Over 2,000 years ago, three wise men set out from Persia and traveled thousands of miles on a camel-driven caravan, following a star that led to a small cave in the small town in Bethlehem.
They saw a child wrapped in swaddling clothes on a pile of straw, surrounded by donkeys and perhaps a cow, along with a simple carpenter and a young woman from the podunk town of Nazareth.
They presented gifts of gold, frankincense and myrrh — and reverently adored Him.
What does all of this mean for us today?
1.) The star. Pope Emeritus Benedict XVI reminds us: “On entering the Gentile world, the Christian faith had to grapple once again with the question of the astral divinities. Hence in the letters he wrote from prison to the Ephesians and the Colossians, [St.] Paul emphasizes that the risen Christ has conquered all the powers and forces in the heavens, and that He reigns over the entire universe.”
The story of the wise men’s star makes a similar point: “It is not the star that determines the child’s destiny, it is the child that directs the star,” as noted in “Jesus of Nazareth: The Infancy Narratives.”
We are not guided by fate but by a personal and loving force. Christ sends each one of us many stars and signs that will lead us to Him. But we need to look up; we need to be proactive to discover Him and His loving plan in our daily life.
We have His word in sacred Scripture. We experience His love and kindness each day though other people’s actions and His gentle inspiration in prayer, if we are open to it. We all want a quick fix — but dogged perseverance and deep trust are needed. How badly do we want to discover Christ in our lives?
2.) The cave. God could have been born anywhere. The Lord avoided glitz, glamour and glory and choose a humble cave. The Magi were not led to Herod’s palace or to the mansion of a Jewish nobleman — they were led to a simple cave. Today, God resides in the hidden and humble confines of a tabernacle, veiled even further by the appearance of bread. All we see is a circular piece of bread, but like the Magi, Catholics and Orthodox Christians all over the world bow down and adore Jesus, fully present in this hidden but real way.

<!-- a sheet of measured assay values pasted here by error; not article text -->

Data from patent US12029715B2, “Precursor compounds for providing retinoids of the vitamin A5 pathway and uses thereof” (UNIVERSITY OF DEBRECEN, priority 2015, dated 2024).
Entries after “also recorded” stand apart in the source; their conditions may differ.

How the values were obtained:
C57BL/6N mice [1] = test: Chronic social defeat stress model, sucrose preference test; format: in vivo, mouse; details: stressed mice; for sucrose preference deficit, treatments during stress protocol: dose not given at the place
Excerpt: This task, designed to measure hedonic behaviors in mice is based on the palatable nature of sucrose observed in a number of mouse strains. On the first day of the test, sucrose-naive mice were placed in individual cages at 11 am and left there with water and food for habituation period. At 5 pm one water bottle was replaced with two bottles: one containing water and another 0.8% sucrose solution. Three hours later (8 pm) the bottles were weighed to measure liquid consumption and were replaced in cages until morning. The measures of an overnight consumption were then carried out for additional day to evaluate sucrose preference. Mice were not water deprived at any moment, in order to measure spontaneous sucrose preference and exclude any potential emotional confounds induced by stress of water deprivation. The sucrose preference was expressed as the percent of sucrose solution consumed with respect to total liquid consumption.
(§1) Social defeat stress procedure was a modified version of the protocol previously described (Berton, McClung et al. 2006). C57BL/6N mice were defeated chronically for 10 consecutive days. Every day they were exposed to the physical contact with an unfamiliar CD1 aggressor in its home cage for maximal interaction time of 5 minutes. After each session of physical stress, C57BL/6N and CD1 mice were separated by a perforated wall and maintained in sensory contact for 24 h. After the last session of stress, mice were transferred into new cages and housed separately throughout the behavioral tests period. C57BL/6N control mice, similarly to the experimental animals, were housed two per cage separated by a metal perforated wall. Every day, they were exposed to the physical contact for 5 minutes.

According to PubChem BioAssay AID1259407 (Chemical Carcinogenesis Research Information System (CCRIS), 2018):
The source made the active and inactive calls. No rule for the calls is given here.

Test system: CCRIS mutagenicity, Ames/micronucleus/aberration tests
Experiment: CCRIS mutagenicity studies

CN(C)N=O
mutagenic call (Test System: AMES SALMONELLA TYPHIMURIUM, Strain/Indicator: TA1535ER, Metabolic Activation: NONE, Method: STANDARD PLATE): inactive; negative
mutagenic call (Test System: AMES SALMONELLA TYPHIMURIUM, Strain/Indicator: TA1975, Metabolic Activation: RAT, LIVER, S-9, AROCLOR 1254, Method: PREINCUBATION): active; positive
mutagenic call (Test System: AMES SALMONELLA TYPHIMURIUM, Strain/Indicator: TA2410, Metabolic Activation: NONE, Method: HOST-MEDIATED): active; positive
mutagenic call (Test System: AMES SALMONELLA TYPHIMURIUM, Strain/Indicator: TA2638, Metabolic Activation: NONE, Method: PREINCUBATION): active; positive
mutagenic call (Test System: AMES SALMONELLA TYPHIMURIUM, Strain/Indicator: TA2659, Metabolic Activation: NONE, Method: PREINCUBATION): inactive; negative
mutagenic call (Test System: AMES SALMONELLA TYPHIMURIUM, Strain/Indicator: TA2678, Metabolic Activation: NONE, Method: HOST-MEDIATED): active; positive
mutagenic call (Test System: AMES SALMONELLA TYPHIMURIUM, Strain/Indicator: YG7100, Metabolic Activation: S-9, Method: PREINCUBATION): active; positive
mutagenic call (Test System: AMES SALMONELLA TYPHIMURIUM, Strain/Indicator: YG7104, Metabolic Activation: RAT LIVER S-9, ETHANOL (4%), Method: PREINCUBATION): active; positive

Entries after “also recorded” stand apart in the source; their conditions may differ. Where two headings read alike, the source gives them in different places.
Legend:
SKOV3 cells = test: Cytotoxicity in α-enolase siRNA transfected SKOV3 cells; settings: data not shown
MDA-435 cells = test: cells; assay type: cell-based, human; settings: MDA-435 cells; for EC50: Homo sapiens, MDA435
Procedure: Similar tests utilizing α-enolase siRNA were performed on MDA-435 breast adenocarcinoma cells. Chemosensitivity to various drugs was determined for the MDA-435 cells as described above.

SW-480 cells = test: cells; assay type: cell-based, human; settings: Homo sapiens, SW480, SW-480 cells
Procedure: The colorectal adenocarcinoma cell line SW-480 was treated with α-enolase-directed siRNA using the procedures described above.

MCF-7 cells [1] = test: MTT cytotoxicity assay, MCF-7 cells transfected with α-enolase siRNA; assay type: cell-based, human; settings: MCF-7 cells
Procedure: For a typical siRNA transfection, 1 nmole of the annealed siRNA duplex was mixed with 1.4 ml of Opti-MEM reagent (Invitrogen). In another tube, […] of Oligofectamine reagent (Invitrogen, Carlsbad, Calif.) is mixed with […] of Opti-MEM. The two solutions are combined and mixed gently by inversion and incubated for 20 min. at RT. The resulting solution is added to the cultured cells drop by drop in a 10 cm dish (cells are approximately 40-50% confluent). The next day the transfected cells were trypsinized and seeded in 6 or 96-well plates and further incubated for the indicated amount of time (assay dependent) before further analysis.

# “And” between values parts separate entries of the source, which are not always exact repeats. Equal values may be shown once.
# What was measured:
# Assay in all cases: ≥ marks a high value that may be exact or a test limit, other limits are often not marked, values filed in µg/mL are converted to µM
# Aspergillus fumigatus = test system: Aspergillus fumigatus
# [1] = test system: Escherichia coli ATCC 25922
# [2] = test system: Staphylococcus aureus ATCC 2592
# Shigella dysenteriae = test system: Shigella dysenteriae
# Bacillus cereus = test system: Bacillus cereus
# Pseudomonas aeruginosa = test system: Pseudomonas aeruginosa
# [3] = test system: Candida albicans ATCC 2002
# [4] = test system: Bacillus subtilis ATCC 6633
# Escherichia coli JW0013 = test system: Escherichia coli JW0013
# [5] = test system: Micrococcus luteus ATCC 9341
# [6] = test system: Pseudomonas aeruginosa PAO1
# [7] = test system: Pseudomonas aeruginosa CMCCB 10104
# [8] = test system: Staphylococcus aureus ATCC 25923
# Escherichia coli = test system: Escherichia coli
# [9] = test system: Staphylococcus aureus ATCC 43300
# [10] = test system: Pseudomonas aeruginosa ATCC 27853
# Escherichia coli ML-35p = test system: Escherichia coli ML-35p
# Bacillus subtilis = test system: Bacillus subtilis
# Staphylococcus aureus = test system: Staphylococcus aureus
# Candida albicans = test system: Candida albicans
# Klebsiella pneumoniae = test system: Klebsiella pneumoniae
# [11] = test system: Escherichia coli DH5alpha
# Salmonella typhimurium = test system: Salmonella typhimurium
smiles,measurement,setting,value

Frankincense symbolizes His divinity (used in Jewish Liturgical rites), gold symbolizes His royalty (King of Heaven and earth), and myrrh symbolizes His future death and resurrection.
3.) The gifts. The Epiphany is the manifestation of Jesus as Messiah of Israel, Son of God and Savior of the world, according to the Catechism of the Catholic Church. The presentation of the gifts bring this truth to light. Frankincense symbolizes His divinity (used in Jewish Liturgical rites), gold symbolizes His royalty (King of Heaven and earth), and myrrh symbolizes His future death and resurrection.
Each of us needs to find our star, our pathway to Jesus. Don’t be discouraged by what seems to be silence or a lack of response. Patient perseverance is needed and so worth the effort. If we persevere, like the three Magi, we, too, will see Jesus face to face, in all His glory, no longer hidden or disguised, for all eternity in heaven.
Fr. Michael Sliney, LLC, is a Catholic priest based in New York.